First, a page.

Silver versus Copper

Because silver is frequently mentioned as an antimicrobial material, a study was conducted to compare  the antimicrobial efficacy silver and copper.  The anti-bacterial efficacy of copper is typically measured after 2 to 6 hours at room temperature at room temperature (approximately 20 degrees C)  and typical indoor humidity levels (RH) found in laboratories and hospitals.  In contrast, the efficacy of silver is tested under a Japanese Standard JIS Z 2801 that monitors survival after 24 hours of exposure at temperatures significantly higher than normal room temperature (35 degrees C) and very high humidity levels (>90% RH). To maintain this high RH level, a plastic film was used to seal the inoculum on the samples. 


As illustrated in the table below, when tested under high humidity condition (>90% RH) and the high temperature (~35 degrees C) required by JIS Z 2801, a commercial silver ion-containing material, showed a >6.4 log drop, as did 4 of the 5 copper alloys: C110(100% Cu), C510(95% Cu), C706(90% Cu) and C752(65% Cu). The fifth copper alloy, C260(70% Cu) exhibited a >6.3 log drop, which is very close to the other 4 copper alloys.  When tested at the high humidity of >90% RH and room temperature of about 20 degrees C, the silver ion-containing material had a 5 log drop in viable bacteria, while the five copper alloys showed a >6.1 log drop.


When the test was run at low humidity, ~20% RH and a high temperature of about 35 degrees C, the silver ion-containing material showed no significant killing while all five copper alloys had a >5.5 log reduction in viable bacteria.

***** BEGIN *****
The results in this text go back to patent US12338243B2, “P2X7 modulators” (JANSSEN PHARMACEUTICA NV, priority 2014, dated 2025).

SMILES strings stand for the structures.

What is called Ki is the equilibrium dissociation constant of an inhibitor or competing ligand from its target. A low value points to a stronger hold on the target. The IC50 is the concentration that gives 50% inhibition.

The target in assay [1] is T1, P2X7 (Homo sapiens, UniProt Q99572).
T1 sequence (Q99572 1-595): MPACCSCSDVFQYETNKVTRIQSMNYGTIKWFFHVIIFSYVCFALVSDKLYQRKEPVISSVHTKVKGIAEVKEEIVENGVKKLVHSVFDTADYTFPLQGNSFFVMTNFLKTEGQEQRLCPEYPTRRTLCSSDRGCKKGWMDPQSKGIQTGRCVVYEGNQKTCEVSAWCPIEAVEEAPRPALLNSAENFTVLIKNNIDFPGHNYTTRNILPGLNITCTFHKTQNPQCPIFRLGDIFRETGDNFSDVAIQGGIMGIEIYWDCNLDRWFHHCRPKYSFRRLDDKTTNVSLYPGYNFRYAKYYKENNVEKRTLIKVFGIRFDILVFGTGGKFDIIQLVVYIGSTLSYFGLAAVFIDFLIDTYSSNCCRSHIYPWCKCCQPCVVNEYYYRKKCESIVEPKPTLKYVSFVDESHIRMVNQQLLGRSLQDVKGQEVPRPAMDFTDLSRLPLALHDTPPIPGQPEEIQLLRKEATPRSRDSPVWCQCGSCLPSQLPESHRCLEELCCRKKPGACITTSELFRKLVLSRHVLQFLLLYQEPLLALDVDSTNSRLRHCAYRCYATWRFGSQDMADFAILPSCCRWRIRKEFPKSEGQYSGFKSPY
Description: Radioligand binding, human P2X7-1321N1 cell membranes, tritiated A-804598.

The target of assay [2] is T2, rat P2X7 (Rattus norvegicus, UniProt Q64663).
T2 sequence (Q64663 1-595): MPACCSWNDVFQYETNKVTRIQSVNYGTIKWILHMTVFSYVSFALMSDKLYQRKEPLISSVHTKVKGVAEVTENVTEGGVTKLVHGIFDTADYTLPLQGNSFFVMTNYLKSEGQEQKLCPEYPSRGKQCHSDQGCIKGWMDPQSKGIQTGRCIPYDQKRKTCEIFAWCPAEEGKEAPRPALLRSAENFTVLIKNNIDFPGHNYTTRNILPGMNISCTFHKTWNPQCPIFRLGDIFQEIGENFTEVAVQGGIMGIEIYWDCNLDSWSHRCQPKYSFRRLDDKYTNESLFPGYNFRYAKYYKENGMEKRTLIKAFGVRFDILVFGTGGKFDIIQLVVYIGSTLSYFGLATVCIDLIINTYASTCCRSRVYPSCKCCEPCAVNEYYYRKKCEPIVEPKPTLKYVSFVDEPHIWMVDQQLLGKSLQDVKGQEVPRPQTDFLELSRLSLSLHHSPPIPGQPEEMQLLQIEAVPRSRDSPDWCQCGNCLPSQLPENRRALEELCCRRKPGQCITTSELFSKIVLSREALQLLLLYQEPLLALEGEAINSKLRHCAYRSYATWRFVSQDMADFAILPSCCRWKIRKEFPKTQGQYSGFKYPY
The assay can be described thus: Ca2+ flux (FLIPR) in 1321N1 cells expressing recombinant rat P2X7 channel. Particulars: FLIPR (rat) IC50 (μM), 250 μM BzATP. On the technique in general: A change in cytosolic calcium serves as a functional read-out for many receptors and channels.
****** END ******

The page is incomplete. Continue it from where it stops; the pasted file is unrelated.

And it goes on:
Finally, when the test was run at an ordinary indoor level of humidity, about 24%RH, and a typical indoor temperature of about 20 degrees C, the silver ion-containing material showed <0.2 log drop, while the five copper alloys recorded a >5.9 log drop.  This indicates that the silver ion-containing material is only effective at high humidity condition (>90% RH) and the high temperature (about 35 degrees C) after 24 hours.  Thus, silver ion-containing material is not appropriate for use in public spaces.

Michels et al. (2009) ran laboratory killing tests of 360 minute duration on C110(100% Cu) and the silver ion-containing  materials, with stainless steel as an experimental control.  The differences in efficacy are even more apparent, as seen in the figure below. This test, which was carried out at about 50% RH and 22 degrees C, shows that C110(100% Cu) completely kills the inoculated bacteria, exhibiting a 7 log drop in 75 minutes.  The silver ion-containing materials shows no meaningful effect and is indistinguishable from the stainless steel experimental control.  In summary, the silver ion-containing materials do not work under the indoor humidity levels in hospitals and our homes.

H. T. Michels, J. D. Noyce and C. W. Keevil, Effects of temperature and humidity on the efficacy of methicillin-resistant Staphylococcus aureus challenged antimicrobial materials containing silver and copper, Letters in Applied Microbiology 49, pp. 191-195, 2009 

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*EPA required statement:  Laboratory testing shows that, when cleaned regularly, antimicrobial copper surfaces kill greater than 99.9% of the following bacteria within 2 hours of exposure: MRSA, VRE, Staphylococcus aureus, Enterobacter aerogenes, Pseudomonas aeruginosa, and E. coli O157:H7. Antimicrobial copper surfaces are a supplement to and not a substitute for standard infection control practices and have been shown to reduce microbial contamination, but do not necessarily prevent cross contamination or infections; users must continue to follow all current infection control practices.


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